Cecilia agreed that it was an excellent first step. “What else can you do this week that you know will make you feel better?”
I blurted out the answer immediately. "Not date."
The truth was clear: I had become the exact type of person I encourage to take a break from dating. I hated it, though, because, like I said earlier, I am hornier than a rabbit... in a chatroom in 1995 with their mom’s credit card. I told her I really wanted to date, but knew it wasn’t a good idea right now.
Get yourself a therapist who, when you say, “If I don’t have sex in over a month, I start to go insane,” replies, “I get that.”
But taking a week off wasn’t going to kill me.
Cecilia's homework for me was to make a list of things I’d do this week to prioritize sleep, nutrition, and physical activity—three things I know improve my mental health.
I started to set two alarms: one at 9:30pm telling me to get ready for bed and one at 10pm telling me to go to bed. I ordered food with actual vegetables in it. I went to Pilates and aerial classes 4 days a week. I got out of the fucking house.
I hung out with my two friends in Chicago (an amazing couple I knew for a while on the internet who turned into real-life friends). They’re both incredibly kind, hilarious, and generous, and introduce me to the coolest, hippest restaurants in Chicago. Many of the most exclusive restaurants here are hidden and you have to be in the know to even be aware they exist. There have been plenty of times where I’ve shown up to where I *think* the restaurant is, only to text one of the pair, “I think I’m here? WHY IS EVERYTHING IN THIS CITY A SECRET”
The three of us went to High Five Ramen, a 12-seat ramen establishment not even open yet that somehow has an hours-long wait (we were at the front of the line, however, cuz my pal has connections). That same night, we got drunk and ordered McDonald’s (something I’ve never done in my life, believe it or not) from the corporate headquarters on Randolph Street, where you order from a touchscreen and can sample items from various international menus. I read an incredible book on my rooftop overlooking the Chicago skyline (video below), I got a pedicure, I put together a care package for my friend in New Zealand, I bought a card for my dad, I wrote this blog post (the only writing I do for me and not for money).
I also had a soul-nourishing hangout with my friend VP, who has visited me a few times while I've been on this trip. I always love seeing him. We’re both writers and we’re both comedians, so what the fuck do you think happened when we walked by a wig store with a “going out of business” sign in the window?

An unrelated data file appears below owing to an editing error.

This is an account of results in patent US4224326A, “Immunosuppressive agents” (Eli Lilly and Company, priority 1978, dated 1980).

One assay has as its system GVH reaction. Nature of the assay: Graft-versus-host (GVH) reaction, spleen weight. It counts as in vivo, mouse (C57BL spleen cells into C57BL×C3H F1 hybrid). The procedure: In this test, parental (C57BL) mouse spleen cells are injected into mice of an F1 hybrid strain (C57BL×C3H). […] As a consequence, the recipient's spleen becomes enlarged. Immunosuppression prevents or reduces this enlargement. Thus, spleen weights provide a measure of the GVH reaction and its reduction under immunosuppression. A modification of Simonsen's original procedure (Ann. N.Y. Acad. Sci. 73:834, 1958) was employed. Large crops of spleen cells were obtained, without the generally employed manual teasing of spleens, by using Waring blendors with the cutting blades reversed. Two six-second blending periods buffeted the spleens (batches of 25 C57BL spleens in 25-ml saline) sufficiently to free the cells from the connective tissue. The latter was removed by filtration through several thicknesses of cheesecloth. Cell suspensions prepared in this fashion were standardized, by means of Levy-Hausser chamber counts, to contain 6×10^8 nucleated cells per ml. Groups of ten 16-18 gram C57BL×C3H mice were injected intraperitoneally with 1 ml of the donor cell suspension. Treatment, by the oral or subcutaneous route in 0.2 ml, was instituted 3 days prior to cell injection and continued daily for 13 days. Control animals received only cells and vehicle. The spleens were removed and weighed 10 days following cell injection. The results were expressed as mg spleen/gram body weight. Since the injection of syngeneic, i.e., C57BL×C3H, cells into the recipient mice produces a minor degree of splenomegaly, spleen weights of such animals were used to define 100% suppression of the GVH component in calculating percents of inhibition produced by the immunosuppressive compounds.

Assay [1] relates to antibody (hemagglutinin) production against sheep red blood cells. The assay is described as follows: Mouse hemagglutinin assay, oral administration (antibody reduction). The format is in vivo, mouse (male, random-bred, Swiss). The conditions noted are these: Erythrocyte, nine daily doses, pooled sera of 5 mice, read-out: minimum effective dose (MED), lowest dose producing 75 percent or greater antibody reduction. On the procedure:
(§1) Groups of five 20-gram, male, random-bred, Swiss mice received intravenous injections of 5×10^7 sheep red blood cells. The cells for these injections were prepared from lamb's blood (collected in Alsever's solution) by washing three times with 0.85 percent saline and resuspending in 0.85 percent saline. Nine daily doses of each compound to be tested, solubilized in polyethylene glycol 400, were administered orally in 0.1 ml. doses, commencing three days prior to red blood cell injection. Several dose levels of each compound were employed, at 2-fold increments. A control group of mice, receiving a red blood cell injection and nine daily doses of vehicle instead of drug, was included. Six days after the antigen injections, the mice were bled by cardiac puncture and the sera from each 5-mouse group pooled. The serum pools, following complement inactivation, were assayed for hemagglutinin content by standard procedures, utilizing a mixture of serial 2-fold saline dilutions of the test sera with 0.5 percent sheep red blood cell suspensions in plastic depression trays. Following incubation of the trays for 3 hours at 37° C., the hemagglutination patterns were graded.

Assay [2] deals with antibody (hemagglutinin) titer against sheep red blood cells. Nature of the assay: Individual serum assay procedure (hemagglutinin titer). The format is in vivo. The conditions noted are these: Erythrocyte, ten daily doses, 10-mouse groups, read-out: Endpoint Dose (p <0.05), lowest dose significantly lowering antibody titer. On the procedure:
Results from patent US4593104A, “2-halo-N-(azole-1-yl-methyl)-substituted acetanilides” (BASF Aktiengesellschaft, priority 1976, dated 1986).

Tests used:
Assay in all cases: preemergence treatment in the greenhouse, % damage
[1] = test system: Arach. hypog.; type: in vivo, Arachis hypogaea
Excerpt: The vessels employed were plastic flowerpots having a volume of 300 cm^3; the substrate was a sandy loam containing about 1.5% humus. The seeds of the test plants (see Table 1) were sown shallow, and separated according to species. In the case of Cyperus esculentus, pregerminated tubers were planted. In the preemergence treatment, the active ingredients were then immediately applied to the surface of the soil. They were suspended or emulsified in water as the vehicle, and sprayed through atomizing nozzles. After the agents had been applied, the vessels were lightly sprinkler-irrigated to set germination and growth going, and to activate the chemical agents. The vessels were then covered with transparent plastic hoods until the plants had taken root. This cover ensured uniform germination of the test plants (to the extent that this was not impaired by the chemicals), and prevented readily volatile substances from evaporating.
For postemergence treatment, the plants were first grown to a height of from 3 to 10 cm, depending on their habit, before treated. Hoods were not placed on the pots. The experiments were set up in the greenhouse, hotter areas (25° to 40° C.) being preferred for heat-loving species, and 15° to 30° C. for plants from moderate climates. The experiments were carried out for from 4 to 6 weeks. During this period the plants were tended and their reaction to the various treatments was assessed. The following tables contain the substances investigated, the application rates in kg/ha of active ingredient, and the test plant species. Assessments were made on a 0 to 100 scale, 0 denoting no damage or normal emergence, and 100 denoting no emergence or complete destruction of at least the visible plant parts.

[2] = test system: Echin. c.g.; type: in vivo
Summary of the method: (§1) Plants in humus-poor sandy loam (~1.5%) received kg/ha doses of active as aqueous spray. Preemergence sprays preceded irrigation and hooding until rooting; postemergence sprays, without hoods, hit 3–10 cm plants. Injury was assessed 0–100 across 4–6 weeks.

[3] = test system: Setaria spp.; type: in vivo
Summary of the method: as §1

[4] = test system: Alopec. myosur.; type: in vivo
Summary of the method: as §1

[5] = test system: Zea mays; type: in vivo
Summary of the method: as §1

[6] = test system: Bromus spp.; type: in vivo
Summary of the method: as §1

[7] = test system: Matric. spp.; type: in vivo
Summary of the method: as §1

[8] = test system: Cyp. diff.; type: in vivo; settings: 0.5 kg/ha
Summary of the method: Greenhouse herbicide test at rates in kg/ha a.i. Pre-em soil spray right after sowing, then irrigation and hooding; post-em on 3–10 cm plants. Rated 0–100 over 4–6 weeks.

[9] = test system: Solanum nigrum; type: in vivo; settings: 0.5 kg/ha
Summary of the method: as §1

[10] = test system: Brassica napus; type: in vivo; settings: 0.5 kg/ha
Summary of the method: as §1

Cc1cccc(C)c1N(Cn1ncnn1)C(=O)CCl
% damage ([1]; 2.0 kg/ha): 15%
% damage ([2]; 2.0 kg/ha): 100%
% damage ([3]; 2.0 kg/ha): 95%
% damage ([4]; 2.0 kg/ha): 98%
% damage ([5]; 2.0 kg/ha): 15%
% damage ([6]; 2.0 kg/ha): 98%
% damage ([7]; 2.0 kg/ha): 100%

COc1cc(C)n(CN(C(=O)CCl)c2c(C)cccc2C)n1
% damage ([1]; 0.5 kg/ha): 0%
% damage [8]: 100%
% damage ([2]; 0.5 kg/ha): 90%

I also went to Bad Hunter on my own and did my favorite thing: sit at the bar, order a full 3-course meal, and sip a fancy mocktail while writing on my laptop. The next time you see someone eating alone and feel bad, I promise you they are enjoying every second of no one fucking talking to them while savoring their meal.
I took a day off from my day job, woke up when it felt good, got a latte at Sawada coffee (seriously, the best espresso I’ve ever had), shopped at the brand new Glossier pop-up shop around the corner, visited Warm Belly Bakery, and then went to… my favorite place on earth. I’m not exaggerating. Because there’s one in my home city.
My favorite place in New York City—even ahead of Veselka (Ukranian diner), Levain (the best fucking cookies you’ve ever had), and Van Leeuwen (I dream about their honeycomb ice cream)—is a place called Aire Ancient Baths. In the middle of nowhere, right next to Chinatown, is an underground spa the size of half a city block filled with hot pools, cold plunges, a salt float pool, and an aromatherapy steam room. Only six exist in the world: New York, Barcelona, Sevilla, Almeria, Vallromanes… and Chicago. How Aire Chicago existed before Aire London, Aire Copenhagen, or Aire Paris (all slated to open within the next two years) is beyond fuckin’ me, and I was floored when I found out there's one within walking distance of my Airbnb. If someone on Tinder hadn't told me, I never would have known.
Being at Aire Ancient Baths is one of the most relaxing experiences of your life. It’s even more relaxing after taking two edibles before you walk in.
When the 24yo I mentioned in my last post texted me asking if we could meet up on the Friday night of the week I promised to devote to myself, I suggested another day when all I truly wanted to do was bang him again.
You don’t have to wait until you’re perfect in order to date (because then you’ll never date!), but you do have to wait until you feel better.
I wanted to write this post to show that the self-love, sex-positive chick sometimes has bad body days. She also has to constantly create boundaries with herself and others. She gets dating fatigue, too. She gets tired as hell, too. She sometimes gets sad about cultural ideas surrounding relationships and dating and even falls victim to them sometimes. And that’s okay. She, like everyone else, just needs to hit the reset button sometimes.
Passionate about everything having to do with the body, Dana Hamilton writes about sex, dating, relationships, body image, and eating disorder recovery. She is a regular contributor to Playboy and her work has appeared in VICE, Cosmopolitan, Marie Claire, New York Magazine, Teen Vogue, and SELF, among other publications.